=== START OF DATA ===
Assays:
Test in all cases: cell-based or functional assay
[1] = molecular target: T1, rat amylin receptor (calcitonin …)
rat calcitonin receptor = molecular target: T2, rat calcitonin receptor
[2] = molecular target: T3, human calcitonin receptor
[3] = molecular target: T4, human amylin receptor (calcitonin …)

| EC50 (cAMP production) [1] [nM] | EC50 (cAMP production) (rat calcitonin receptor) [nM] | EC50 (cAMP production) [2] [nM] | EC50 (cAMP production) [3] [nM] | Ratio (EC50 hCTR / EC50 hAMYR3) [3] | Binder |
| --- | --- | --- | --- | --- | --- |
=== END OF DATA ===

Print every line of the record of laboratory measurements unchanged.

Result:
Assays:
Test in all cases: cell-based or functional assay
[1] = molecular target: T1, rat amylin receptor (calcitonin …)
rat calcitonin receptor = molecular target: T2, rat calcitonin receptor
[2] = molecular target: T3, human calcitonin receptor
[3] = molecular target: T4, human amylin receptor (calcitonin …)

| EC50 (cAMP production) [1] [nM] | EC50 (cAMP production) (rat calcitonin receptor) [nM] | EC50 (cAMP production) [2] [nM] | EC50 (cAMP production) [3] [nM] | Ratio (EC50 hCTR / EC50 hAMYR3) [3] | Binder |
| --- | --- | --- | --- | --- | --- |